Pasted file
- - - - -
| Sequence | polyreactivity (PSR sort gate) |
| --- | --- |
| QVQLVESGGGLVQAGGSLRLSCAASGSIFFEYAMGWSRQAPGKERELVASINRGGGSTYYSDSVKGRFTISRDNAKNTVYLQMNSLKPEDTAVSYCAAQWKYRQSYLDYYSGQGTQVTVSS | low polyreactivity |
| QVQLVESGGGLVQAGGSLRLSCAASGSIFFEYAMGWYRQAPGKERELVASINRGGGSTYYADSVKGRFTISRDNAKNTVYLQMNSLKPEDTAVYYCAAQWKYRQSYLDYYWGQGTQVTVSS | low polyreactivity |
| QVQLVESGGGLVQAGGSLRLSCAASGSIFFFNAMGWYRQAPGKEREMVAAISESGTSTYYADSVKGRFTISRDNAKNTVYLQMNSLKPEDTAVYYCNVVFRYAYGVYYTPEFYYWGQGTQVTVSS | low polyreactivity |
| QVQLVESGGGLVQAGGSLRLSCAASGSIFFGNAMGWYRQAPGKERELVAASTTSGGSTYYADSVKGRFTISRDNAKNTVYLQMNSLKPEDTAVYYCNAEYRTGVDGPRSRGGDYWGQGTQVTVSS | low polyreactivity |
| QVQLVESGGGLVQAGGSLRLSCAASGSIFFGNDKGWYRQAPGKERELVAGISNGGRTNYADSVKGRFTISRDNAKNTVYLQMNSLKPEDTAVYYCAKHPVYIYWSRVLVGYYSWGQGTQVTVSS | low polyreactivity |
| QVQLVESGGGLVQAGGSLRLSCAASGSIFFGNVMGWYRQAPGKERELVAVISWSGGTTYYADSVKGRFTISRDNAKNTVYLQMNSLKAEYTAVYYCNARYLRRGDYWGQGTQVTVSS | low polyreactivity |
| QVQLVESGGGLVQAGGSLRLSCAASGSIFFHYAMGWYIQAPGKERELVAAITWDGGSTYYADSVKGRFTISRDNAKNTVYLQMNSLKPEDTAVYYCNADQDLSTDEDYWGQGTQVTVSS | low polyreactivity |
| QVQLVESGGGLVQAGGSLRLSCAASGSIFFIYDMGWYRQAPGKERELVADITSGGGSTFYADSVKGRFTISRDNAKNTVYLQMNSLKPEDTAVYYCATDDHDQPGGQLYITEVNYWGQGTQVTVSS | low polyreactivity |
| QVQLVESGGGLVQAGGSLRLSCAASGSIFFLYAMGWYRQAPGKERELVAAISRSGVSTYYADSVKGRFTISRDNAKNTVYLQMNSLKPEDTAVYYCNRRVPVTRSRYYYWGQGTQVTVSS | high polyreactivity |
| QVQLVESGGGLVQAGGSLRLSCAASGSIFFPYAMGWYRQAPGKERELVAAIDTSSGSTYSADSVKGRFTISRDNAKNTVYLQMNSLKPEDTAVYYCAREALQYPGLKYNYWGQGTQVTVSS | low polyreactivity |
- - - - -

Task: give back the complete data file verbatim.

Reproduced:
| Sequence | polyreactivity (PSR sort gate) |
| --- | --- |
| QVQLVESGGGLVQAGGSLRLSCAASGSIFFEYAMGWSRQAPGKERELVASINRGGGSTYYSDSVKGRFTISRDNAKNTVYLQMNSLKPEDTAVSYCAAQWKYRQSYLDYYSGQGTQVTVSS | low polyreactivity |
| QVQLVESGGGLVQAGGSLRLSCAASGSIFFEYAMGWYRQAPGKERELVASINRGGGSTYYADSVKGRFTISRDNAKNTVYLQMNSLKPEDTAVYYCAAQWKYRQSYLDYYWGQGTQVTVSS | low polyreactivity |
| QVQLVESGGGLVQAGGSLRLSCAASGSIFFFNAMGWYRQAPGKEREMVAAISESGTSTYYADSVKGRFTISRDNAKNTVYLQMNSLKPEDTAVYYCNVVFRYAYGVYYTPEFYYWGQGTQVTVSS | low polyreactivity |
| QVQLVESGGGLVQAGGSLRLSCAASGSIFFGNAMGWYRQAPGKERELVAASTTSGGSTYYADSVKGRFTISRDNAKNTVYLQMNSLKPEDTAVYYCNAEYRTGVDGPRSRGGDYWGQGTQVTVSS | low polyreactivity |
| QVQLVESGGGLVQAGGSLRLSCAASGSIFFGNDKGWYRQAPGKERELVAGISNGGRTNYADSVKGRFTISRDNAKNTVYLQMNSLKPEDTAVYYCAKHPVYIYWSRVLVGYYSWGQGTQVTVSS | low polyreactivity |
| QVQLVESGGGLVQAGGSLRLSCAASGSIFFGNVMGWYRQAPGKERELVAVISWSGGTTYYADSVKGRFTISRDNAKNTVYLQMNSLKAEYTAVYYCNARYLRRGDYWGQGTQVTVSS | low polyreactivity |
| QVQLVESGGGLVQAGGSLRLSCAASGSIFFHYAMGWYIQAPGKERELVAAITWDGGSTYYADSVKGRFTISRDNAKNTVYLQMNSLKPEDTAVYYCNADQDLSTDEDYWGQGTQVTVSS | low polyreactivity |
| QVQLVESGGGLVQAGGSLRLSCAASGSIFFIYDMGWYRQAPGKERELVADITSGGGSTFYADSVKGRFTISRDNAKNTVYLQMNSLKPEDTAVYYCATDDHDQPGGQLYITEVNYWGQGTQVTVSS | low polyreactivity |
| QVQLVESGGGLVQAGGSLRLSCAASGSIFFLYAMGWYRQAPGKERELVAAISRSGVSTYYADSVKGRFTISRDNAKNTVYLQMNSLKPEDTAVYYCNRRVPVTRSRYYYWGQGTQVTVSS | high polyreactivity |
| QVQLVESGGGLVQAGGSLRLSCAASGSIFFPYAMGWYRQAPGKERELVAAIDTSSGSTYSADSVKGRFTISRDNAKNTVYLQMNSLKPEDTAVYYCAREALQYPGLKYNYWGQGTQVTVSS | low polyreactivity |